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Re: Using DOM to replace media attribute in the link tag on page load

From: Patrick Garies <pgaries@fastmail.us>
Date: Thu, 24 Jul 2008 01:31:40 -0500
Message-ID: <488821CC.3020202@fastmail.us>
To: David Perrell <davidp@hpaa.com>
CC: www-dom@w3.org

David Perrell wrote:
>  IE > 6 won't run on pre-XP Windows and there are clearly many who
>  feel no need to upgrade their OpSys or change its default UA.

The primary point of the CC‐based approach is to work around this issue.

David Perrell wrote:
>  Meanwhile, there are millions of web pages with script typed as
>  "text/javascript". UA acceptance of "text/javascript" won't be going
>  away any time soon.

I didn’t dispute this. I simply noted that the mentioned MIME type is 

David Perrell wrote:
>  IMHO, conditional mime types are a bit premature.

I’m curious as to what criteria should be used to determine when the 
time is “mature” in your view. The older MIME types text/javascript and 
text/ecmascript are essentially deprecated per RFC4329 (or “obsolete” as 
that RFC, unfortunately, puts it); RFC4329 is already on the IANA MIME 
Media Types list. The question is: “Can you start using the new MIME 
types here and now without significantly hurting anything?” The answer 
may vary depending upon your goals; in my case and, probably, most 
people’s cases (where they have enough control over their code to use 
CCs), the answer is “Yes.”.

David Perrell wrote:
>  If you're presenting plain HTML then it should be safe to use the
>  <script> tag without a type declaration.

I agree. However, it is “safe” to do quite a number of things that are 
not technically correct per specification(s), not conforming, invalid,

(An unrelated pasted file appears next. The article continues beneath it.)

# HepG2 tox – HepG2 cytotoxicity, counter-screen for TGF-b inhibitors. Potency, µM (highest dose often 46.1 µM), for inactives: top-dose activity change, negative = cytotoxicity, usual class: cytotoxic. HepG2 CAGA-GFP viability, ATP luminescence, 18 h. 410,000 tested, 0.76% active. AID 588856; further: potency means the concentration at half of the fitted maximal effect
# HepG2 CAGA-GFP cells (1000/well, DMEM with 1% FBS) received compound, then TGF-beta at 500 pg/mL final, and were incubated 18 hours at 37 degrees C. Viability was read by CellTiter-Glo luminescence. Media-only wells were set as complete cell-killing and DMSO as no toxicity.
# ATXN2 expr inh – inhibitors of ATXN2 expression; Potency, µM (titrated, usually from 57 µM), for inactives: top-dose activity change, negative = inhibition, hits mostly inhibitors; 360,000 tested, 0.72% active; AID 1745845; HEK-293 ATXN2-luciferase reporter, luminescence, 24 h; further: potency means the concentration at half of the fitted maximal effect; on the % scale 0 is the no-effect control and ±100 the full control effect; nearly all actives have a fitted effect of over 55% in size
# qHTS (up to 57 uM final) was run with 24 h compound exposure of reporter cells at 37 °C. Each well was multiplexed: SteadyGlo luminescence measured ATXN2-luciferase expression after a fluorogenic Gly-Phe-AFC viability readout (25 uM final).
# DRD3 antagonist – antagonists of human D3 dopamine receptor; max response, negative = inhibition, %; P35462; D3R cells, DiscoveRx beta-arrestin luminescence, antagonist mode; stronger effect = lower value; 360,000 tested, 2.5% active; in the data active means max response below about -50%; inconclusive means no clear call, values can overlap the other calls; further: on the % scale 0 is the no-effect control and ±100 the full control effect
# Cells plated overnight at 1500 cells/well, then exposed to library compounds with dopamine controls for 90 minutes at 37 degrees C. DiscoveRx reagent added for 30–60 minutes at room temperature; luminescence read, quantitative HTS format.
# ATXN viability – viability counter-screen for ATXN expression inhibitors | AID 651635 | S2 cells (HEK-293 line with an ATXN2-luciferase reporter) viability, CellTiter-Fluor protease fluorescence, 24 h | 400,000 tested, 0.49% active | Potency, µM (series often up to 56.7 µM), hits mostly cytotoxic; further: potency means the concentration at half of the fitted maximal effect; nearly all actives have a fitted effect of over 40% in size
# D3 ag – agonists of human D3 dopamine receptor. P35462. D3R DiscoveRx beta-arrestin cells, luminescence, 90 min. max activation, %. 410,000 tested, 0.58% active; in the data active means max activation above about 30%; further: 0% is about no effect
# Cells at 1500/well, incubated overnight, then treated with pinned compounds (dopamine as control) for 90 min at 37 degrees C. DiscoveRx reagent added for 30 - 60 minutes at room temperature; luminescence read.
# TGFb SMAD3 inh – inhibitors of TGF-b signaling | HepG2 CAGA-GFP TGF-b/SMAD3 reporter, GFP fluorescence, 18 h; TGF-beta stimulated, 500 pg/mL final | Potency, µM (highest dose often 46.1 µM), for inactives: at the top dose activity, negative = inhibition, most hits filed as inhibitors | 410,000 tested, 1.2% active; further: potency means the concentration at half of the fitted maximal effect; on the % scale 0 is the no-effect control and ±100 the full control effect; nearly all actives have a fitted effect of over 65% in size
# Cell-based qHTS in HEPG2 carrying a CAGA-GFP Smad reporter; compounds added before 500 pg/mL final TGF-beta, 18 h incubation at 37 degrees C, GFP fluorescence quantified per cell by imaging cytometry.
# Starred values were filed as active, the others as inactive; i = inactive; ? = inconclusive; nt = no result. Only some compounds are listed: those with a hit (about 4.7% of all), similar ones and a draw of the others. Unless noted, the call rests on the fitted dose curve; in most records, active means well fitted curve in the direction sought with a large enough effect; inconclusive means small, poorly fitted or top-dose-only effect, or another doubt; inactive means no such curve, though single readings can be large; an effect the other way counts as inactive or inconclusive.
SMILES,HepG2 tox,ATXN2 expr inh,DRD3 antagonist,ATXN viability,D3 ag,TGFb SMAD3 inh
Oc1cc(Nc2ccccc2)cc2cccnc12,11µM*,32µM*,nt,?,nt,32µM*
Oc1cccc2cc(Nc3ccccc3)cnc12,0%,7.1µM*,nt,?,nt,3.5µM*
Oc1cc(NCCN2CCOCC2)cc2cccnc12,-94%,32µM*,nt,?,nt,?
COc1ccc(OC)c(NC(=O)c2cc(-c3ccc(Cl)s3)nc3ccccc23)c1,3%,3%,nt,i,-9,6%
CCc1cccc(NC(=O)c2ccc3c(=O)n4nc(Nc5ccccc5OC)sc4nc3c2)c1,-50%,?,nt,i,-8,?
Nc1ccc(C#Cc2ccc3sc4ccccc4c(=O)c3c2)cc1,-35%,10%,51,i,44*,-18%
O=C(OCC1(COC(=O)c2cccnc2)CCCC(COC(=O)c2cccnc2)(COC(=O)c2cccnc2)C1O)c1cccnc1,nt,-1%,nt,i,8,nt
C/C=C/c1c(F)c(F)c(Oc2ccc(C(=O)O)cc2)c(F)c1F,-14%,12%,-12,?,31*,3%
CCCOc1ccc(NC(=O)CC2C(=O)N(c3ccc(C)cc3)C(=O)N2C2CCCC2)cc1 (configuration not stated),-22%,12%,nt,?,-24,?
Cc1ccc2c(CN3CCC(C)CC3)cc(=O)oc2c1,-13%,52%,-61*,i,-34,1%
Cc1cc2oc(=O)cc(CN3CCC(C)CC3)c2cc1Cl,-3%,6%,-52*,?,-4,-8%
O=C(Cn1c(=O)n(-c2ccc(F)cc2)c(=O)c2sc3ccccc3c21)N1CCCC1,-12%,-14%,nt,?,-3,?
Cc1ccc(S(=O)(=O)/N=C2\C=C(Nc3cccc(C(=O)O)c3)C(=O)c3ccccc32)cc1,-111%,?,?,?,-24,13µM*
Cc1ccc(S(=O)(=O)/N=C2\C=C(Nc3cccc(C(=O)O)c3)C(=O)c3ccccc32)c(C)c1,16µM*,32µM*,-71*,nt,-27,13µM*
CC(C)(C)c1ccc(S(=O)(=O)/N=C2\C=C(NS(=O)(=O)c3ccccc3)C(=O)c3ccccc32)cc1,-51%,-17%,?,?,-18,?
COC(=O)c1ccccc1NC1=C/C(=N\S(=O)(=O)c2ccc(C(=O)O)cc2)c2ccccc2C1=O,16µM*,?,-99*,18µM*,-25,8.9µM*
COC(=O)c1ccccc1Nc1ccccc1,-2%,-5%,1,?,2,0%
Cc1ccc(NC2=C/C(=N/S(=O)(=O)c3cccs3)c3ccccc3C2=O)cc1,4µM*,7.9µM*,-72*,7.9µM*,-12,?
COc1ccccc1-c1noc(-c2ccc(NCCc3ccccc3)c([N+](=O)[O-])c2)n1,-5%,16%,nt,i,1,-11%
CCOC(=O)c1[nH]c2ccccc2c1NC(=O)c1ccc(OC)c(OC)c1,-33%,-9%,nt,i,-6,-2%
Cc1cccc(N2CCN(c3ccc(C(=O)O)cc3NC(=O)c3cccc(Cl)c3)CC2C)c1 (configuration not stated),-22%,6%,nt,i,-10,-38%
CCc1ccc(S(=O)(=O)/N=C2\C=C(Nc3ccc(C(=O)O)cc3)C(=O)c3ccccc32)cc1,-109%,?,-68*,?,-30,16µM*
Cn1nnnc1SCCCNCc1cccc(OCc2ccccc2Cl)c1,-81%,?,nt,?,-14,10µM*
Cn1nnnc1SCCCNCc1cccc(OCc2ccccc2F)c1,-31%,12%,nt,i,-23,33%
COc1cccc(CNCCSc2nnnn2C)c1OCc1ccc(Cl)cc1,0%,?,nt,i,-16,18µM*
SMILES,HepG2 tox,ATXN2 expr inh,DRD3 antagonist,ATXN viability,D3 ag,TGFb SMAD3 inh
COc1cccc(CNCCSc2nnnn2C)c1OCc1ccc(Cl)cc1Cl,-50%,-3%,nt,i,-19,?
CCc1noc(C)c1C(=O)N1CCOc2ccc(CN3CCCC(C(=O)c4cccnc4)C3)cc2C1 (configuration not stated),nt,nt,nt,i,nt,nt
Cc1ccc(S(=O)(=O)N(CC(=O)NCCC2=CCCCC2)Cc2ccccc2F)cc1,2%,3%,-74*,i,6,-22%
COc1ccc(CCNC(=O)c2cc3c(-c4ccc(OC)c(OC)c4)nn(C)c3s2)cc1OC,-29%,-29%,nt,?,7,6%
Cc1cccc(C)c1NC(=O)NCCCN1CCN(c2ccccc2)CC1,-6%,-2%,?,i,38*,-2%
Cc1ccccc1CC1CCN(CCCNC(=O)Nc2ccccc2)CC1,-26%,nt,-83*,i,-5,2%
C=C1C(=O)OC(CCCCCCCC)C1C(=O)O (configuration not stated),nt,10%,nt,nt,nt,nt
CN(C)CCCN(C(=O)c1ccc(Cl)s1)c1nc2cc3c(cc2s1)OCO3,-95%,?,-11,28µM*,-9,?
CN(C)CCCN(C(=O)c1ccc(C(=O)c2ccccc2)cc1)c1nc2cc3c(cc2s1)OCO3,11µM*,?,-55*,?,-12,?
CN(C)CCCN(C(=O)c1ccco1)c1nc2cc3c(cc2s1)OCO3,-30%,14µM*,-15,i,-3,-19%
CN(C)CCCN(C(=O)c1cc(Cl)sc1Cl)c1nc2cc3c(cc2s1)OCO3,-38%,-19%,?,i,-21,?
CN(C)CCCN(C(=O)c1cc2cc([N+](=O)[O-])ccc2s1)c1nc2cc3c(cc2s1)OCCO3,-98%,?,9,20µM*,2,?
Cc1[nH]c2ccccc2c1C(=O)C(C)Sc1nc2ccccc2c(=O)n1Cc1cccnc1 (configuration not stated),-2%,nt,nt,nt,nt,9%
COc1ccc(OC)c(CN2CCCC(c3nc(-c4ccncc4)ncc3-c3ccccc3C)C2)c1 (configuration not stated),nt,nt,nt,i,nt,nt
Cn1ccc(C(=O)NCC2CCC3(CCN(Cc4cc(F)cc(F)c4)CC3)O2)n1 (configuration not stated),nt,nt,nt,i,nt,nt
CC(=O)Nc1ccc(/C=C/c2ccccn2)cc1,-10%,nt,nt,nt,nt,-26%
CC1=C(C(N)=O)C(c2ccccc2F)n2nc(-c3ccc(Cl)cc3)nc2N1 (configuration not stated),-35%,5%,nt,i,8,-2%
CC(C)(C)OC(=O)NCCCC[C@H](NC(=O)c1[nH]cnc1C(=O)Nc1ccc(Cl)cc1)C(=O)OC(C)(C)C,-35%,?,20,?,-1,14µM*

or poor practice.

In this case, omission of the |type| attribute makes the document 
invalid (and non‐conforming?) and keeping it doesn’t hurt anything. I 
prefer to write documents that are valid and conforming since I believe 
that doing so is good form and, naturally, suggest that others do the 
same (as I did here).

Anyway, I don’t see how this even matters unless you’re suggesting that 
nimblehost should drop the attribute entirely.

David Perrell wrote:
>  However obsolete, "text/javascript" is currently the most-supported
>  content type for javascript and was probably a wise choice.

I’ve recognized the support levels for the various MIME types and my 
CC‐based approach takes this into account. (*/javascript can be 
substituted for */ecmascript in the example code that I previously 
presented, if preferred.) If you need to support browsers that don’t 
support the new application/* MIME types and/or the CC‐based solution 
doesn’t work for you (e.g., the problematic browsers are not WIE), then, 
by all means, use the text/javascript MIME type.

As a side note, I disagree with the term “obsolete” which means 
“useless” (clearly, text/javascript has not entered the realm of being 
useless); I prefer use of the term “deprecated” (“disfavored”).

David Perrell wrote:
>  I read an IE8 blog complaint: IE8b1 doesn't support the new mime
>  types. Perhaps that will change before final release.

That’s both interesting and unfortunate.

— Patrick Garies
Received on Thursday, 24 July 2008 06:32:22 UTC

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